Bookshelf: ‘Foreverland’ a funny, insightful love letter to matrimony

Heather Havrilesky mines her own marriage for comic fodder in new essay collection.
North Carolina-based author Heather Havrilesky's latest book is "Foreverland."
Courtesy of Harper Collins

Credit: Harper Collins

Credit: Harper Collins

North Carolina-based author Heather Havrilesky's latest book is "Foreverland." Courtesy of Harper Collins

Oh, Valentine’s Day. You overly sweet, rosy-red day of starry-eyed romantic love. You set up such high expectations for couples navigating the rocky road to happily ever after. Oh sure, it’s a gas to celebrate you during that first blush of new love. But what about the long-haulers? The marriages crossing the two- and three-decade marks? What kind of romantic gesture is appropriate after you’ve raised a couple kids together? Survived cancer? Endured a pandemic?

The nitty-gritty reality of “till death us do part” is the topic of Heather Havrilesky’s new collection of linked essays, “Foreverland: On the Divine Tedium of Marriage” (Harper Collins, $27.99). Filled with barbed humor and hilarious anecdotes drawn from her own marriage, it is a delightfully engaging love letter to matrimony that is both highly entertaining and profoundly insightful.

First a word about Havrilesky. I’ve been a major fan since the early 2000s when she was a TV critic for Salon. At the time I was obsessed with the HBO show “Six Feet Under,” and reading Havrilesky’s illuminating reviews every week gave me as much joy as watching the show itself. These were not your typical TV reviews, mind you. They were insightful and heartfelt, personally revealing and filled with compassion for the show’s tortured characters, and for herself in the process.

It seemed like an odd choice for a writer of her gifts when she began writing the Ask Polly advice column for New York magazine’s The Cut (and now Substack). It makes sense to me now, of course, because Ask Polly is not your typical advice column. Havrilesky’s essay-length answers are filled with sharp humor, hard-earned wisdom and boatloads of empathy.

“Foreverland” is not her first book, but it’s hands-down her best. I read much of it on a plane and got some funny looks when I couldn’t stop laughing. And yet, by the time I finished the last chapter, I was full on weeping — thankfully in the privacy of my home.

That is Havrilesky’s superpower. She loosens you up with self-deprecating humor about her own mishaps and anxieties, and then she shivs you in the ribs with some wisdom that leaves you gasping for breath.

In “Foreverland,” she describes married coupledom as “a two-headed gargoyle, chasing its own tail, disobedient and conflicted,” and she mines the moments when she feels less than loving toward her husband.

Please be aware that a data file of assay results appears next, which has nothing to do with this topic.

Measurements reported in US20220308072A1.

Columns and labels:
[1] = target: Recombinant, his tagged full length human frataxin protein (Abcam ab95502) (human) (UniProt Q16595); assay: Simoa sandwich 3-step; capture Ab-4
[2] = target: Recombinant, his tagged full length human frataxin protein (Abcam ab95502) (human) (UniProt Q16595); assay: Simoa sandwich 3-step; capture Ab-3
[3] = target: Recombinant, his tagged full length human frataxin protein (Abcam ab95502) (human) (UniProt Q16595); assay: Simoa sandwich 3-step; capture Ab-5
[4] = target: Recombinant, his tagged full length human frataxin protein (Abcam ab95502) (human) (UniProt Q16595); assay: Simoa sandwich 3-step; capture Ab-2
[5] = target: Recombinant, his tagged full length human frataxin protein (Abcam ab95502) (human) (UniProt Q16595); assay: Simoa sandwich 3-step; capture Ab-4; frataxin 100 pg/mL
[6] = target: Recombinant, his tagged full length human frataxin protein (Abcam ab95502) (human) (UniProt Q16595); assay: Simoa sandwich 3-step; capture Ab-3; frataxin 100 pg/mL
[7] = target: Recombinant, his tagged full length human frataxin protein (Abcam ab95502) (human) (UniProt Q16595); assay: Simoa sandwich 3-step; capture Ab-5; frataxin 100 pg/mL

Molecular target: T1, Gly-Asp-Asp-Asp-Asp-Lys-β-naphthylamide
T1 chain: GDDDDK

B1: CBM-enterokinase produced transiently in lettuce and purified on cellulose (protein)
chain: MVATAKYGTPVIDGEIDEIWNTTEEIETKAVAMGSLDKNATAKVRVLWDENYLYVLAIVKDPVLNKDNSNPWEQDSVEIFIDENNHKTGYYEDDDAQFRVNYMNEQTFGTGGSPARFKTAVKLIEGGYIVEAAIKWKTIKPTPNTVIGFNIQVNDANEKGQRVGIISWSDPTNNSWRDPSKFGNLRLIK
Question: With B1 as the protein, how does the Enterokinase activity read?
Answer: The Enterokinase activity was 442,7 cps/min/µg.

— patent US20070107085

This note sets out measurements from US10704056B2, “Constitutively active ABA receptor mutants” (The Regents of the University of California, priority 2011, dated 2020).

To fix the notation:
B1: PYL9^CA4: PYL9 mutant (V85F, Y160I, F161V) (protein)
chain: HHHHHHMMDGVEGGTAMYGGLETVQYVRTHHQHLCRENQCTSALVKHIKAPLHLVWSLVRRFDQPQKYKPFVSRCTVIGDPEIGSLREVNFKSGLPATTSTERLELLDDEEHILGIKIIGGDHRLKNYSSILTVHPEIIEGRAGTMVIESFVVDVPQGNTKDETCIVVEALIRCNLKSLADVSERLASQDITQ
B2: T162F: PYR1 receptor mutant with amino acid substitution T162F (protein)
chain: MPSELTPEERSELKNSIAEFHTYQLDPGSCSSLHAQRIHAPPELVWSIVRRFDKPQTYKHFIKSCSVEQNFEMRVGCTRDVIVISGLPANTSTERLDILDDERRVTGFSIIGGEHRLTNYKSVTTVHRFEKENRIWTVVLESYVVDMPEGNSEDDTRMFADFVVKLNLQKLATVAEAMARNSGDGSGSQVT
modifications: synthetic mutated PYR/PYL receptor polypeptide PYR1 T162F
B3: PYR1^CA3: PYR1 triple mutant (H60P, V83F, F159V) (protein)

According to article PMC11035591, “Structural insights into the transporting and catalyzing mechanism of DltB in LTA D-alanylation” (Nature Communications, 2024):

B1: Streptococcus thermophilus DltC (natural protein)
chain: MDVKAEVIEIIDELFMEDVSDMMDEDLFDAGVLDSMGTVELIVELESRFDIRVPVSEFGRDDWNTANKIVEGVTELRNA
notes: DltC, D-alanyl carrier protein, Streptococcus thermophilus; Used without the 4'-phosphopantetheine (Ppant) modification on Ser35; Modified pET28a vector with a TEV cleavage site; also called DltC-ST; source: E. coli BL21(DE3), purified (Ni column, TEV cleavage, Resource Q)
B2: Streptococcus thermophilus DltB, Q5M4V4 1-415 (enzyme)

“Why is this person always the same, and always in the way — a mumbling roadblock, a pointy Lego brick underfoot, a smelly heap of laundry blocking the bathroom door — and also, somehow, the only path back to sanity? How do you push aside your hatred and dig for your love, when it feels easier and more fun to just write the guy off forever, move your stuff into a big van, pack up the dogs and the crying kids, leave this sad specimen alone in the dust of a life you’ve clearly outgrown? Maybe the next one will be less defensive when he’s mad.”

That kind of talk set off a maelstrom of social media outrage over a similarly themed column Havrilesky wrote for the New York Times late last year. “Why don’t you just get divorced already!” was the gist of the feedback she received.

But “Foreverland” makes clear why she doesn’t get divorced. She clearly loves her husband; she just happens to want to kill him sometimes. Who can’t relate? And besides, why quit now when she’s finally discovered the secret to a successful marriage?

“Marriages survive on a wave of forgiveness,” she writes. “And marriages die when you can’t forgive yourself.”

Books Georgians should read

The Georgia Center for the Book has announced its 2022 list of Books All Georgians Should Read. It includes “Chronicling Stankonia” by Regina Bradley; “The Parted Earth” by Anjali Enjeti; “Mother Mary Comes to Me: A Popculture Poetry Anthology” edited by Karen Head and Collin Kelley; “The Love Songs of W.E.B. Du Bois” by Honorée Fanonne Jeffers; “A Night at the Sweet Gum Head” by Martin Padgett; “Wild Spectacle: Seeking Wonders in a World Beyond Humans” by Janisse Ray; “Chasing Me to My Grave: An Artist’s Memoir of the Jim Crow South” by Winfred Rembert (as told to Erin I. Kelly); “Peach State: Poems” by Adrienne Su; “Memorial Drive” by Natasha Trethewey; “Monster in the Middle” by Tiphanie Yanique.

The 2022 list of Books All Young Georgians Should Read includes “The Strange Birds of Flannery O’Connor” by Amy Alznauer; “Name Tags and Other Sixth-Grade Disasters” by Ginger Garrett; “Beasts of Prey” by Ayana Gray; “Theo TheSaurus: The Dinosaur Who Loved Big Words” by Shelli R. Johannes; “Why We Fly” by Kimberly Jones and Gilly Segal; “Run: Book One” by John Lewis, Andrew Aydin, L. Fury and Nate Powell; “Needle & Thread” by David Pinckney; “Fast Pitch” by Nic Stone; “We Are All Under One Wide Sky” by Deborah Wiles and “There’s No Ham in Hamburger” by Kim Zachman.

Suzanne Van Atten is a book critic and contributing editor to The Atlanta Journal-Constitution. Contact her at and follow her on Twitter at @svanatten.